If you are already serving a flavorful main dish, keep these simple by adding a little salt and pepper to the butter before basting, and omit the garlic, rosemary, and parmesan cheese. 

You could also turn these into a game day treat and make them fully loaded with cheddar cheese, bacon, and green onion. And sour cream. 😉 It would be like a deconstructed potato skin.

Basically, you can top these suckers with anything you enjoy with a regular potato. The sky’s the limit!

Frequently Asked Questions: 

What are red potatoes best used for?

Red potatoes are best for roasting, frying and smashing! Because they are high in moisture, they hold their shape well when cooked.

What is the difference between mashed potatoes and smashed potatoes?

Typically, mashed potatoes are peeled, boiled, then whipped with sour cream, mayonnaise, and seasonings. Sometimes the skin is left on. Russet, baking, or yukon gold potatoes are best for mashing.

Smashed potatoes are whole roasted potatoes (usually red in color) that are about 1 to 2 inches in diameter. Then are roasted, then “smashed” with a fork or potato masher and seasoned. They are not blended together, or whipped, like mashed potatoes

How do you make roasted potatoes crispy?

A good rule of thumb for roasting is to provide the food plenty of room to crisp up! 

For optimal crispness, don’t overcrowd your baking sheet with too many potatoes. This causes them to steam, instead of allowing air to freely circulate around the potatoes.

Also, a high oven temperature makes the cooking time quick but also blisters the skin around the potato. Coupled with a drizzle of olive oil, you will have crispy potatoes in no time!

smashed red potatoes on sheet pan

Crispy-Skinned Smashed Red Potatoes

Savory, herby, crispy, smashed red potatoes are the envy of every other side dish! Every bite is a flavor bomb of crispy edges on the outside and soft, fluffy textures on the inside. Seasoned with buttery garlic, parmesan, and rosemary. This is a recipe that keeps it simple – made from start to finish on one sheet pan!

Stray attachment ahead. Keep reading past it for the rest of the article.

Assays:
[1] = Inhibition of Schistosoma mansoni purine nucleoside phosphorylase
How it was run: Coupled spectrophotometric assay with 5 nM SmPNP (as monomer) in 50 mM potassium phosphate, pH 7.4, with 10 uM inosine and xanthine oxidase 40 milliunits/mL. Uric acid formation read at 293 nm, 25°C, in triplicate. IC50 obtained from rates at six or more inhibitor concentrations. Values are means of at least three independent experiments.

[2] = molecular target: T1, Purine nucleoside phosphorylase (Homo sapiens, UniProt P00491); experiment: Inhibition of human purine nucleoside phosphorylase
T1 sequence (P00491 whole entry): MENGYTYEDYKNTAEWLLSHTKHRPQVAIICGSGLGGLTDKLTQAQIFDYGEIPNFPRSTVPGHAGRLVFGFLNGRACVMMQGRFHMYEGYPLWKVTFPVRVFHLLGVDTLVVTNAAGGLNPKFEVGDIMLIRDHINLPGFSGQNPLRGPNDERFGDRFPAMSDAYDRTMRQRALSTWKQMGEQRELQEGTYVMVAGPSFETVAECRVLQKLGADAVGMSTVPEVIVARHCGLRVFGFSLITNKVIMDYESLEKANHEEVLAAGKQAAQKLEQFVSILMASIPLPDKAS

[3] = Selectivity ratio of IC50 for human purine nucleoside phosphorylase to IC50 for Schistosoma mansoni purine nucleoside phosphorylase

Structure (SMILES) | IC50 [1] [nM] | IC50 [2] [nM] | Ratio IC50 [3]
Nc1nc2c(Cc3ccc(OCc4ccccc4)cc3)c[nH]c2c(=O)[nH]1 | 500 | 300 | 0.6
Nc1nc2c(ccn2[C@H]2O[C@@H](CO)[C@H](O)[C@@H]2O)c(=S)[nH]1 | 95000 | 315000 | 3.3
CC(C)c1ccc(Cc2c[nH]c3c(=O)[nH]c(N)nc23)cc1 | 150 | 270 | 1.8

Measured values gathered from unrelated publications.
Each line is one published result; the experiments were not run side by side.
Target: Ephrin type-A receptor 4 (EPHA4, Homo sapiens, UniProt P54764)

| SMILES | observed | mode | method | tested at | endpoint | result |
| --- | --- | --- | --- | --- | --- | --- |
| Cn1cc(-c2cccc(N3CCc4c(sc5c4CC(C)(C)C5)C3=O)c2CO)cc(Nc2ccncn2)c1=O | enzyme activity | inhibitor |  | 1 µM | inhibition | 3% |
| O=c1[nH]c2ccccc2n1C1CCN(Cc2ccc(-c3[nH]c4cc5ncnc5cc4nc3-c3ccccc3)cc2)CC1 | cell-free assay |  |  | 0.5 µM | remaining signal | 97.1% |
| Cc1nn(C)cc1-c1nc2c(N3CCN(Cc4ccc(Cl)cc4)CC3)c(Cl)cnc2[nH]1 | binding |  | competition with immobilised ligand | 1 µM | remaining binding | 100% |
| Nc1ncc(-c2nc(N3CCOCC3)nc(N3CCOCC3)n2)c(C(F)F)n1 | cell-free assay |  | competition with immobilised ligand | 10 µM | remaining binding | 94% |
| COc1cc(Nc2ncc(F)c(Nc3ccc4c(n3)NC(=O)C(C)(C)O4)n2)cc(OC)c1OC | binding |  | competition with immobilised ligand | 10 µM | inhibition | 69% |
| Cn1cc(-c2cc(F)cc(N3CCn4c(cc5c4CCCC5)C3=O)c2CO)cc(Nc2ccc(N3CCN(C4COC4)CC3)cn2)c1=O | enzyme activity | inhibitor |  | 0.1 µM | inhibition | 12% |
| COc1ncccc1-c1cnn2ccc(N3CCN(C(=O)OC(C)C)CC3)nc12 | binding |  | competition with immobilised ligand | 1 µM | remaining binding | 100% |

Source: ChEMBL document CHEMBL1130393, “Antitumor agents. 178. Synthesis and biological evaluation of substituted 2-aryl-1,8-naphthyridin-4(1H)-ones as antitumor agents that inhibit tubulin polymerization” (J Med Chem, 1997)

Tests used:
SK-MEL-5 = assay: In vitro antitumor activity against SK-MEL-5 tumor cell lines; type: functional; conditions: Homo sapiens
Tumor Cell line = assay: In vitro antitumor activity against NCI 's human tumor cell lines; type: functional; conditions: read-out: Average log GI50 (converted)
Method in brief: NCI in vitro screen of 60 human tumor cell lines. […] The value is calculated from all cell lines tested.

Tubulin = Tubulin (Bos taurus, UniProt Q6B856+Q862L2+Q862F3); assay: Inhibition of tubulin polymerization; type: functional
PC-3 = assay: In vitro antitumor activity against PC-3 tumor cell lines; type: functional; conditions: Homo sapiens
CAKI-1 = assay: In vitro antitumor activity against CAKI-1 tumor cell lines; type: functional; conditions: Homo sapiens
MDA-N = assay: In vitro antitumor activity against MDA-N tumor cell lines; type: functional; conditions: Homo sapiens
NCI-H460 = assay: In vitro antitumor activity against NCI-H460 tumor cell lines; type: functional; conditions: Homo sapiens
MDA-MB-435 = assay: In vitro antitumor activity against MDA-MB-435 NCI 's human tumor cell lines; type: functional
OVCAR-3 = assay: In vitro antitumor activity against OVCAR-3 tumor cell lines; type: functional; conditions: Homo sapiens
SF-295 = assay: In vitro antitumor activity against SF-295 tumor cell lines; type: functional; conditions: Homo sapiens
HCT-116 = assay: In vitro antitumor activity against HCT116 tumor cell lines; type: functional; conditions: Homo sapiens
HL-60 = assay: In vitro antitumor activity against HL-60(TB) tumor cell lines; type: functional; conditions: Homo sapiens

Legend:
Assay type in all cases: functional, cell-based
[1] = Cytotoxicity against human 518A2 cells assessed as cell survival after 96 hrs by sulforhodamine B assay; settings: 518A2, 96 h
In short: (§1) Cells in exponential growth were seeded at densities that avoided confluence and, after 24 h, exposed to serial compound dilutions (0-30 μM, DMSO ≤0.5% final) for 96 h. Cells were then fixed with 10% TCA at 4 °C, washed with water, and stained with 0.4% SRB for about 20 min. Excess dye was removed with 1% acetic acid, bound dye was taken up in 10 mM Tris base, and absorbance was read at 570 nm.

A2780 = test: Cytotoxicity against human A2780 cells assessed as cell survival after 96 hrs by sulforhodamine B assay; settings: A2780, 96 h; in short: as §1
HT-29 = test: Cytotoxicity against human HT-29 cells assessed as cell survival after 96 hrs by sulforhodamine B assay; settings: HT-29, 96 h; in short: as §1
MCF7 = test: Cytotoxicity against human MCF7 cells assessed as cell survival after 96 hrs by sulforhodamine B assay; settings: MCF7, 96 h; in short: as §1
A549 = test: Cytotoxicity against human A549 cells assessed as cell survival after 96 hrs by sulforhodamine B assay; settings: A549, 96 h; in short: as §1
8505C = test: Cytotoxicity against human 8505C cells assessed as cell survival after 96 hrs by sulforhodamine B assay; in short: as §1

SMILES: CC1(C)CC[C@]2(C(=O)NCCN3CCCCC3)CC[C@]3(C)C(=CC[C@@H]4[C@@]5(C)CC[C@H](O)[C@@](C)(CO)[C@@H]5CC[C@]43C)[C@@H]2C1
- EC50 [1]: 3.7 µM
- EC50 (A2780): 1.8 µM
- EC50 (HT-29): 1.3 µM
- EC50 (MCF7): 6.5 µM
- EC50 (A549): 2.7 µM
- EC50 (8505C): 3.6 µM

Print Recipe Pin Recipe
Prep Time: 10 minutes
Cook Time: 45 minutes
Total Time: 55 minutes
Servings 6 servings


  • 2 pounds new potatoes about 2-3 inches in diameter
  • cooking spray
  • 4 tablespoons Olive Oil
  • 1 tablespoons kosher salt
  • 1 teaspoon black pepper to taste
  • 4 tablespoons butter melted
  • 4 cloves garlic minced
  • 1 ½ teaspoon dried rosemary
  • Parmesan Cheese freshly grated


  • Preheat oven to 400 degrees.
  • Place clean potatoes in a large mixing bowl. Toss with olive oil. Season with kosher salt and black pepper.
  • Lightly grease a large baking sheet with cooking spray.
  • Spread potatoes onto a baking sheet. Place in a 400-degree oven for 30 minutes or until potatoes are fork-tender.
  • While the potatoes bake, mix the melted butter, garlic, and dried rosemary in a small bowl. (see note 1)
  • Meanwhile, mix the butter, rosemary and garlic in a small bowl.
  • When potatoes are tender, gently press down to “smash” each potato with a potato masher or large fork.
  • Using a pastry brush, generously brush each potato with the garlic butter mixture. Sprinkle with Parmesan cheese.
  • Return the pan to the oven for 15-20 minutes or until the broken edges of the potato crisp and begin to turn light brown.
  • Serve immediately.


Please read the entire post for details, tips, and more!
Note 1: Butter can be easily melted by microwaving in 15-second intervals until melted. Warming over low heat via stovetop will work, too.
This recipe makes a great side dish for any main course!


Nutrition Facts
Crispy-Skinned Smashed Red Potatoes
Serving Size
3 potatoes
Amount per Serving
% Daily Value*
Saturated Fat
Polyunsaturated Fat
* Percent Daily Values are based on a 2000 calorie diet.
Nutritional values are estimates only. See full disclaimer here.
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  1. I prefer to use baking parchment paper in all my baking pans when possible, even roasting veggies, but still will use spray oil on top when called for. Will this change the effect of crispiness to the potatoes?

    1. Hi Jill! Glad you caught that…The cooking spray comes in right before you add the potatoes to the baking sheet. I updated the recipe card above. Please let me know if you have any questions!

5 from 1 vote (1 rating without comment)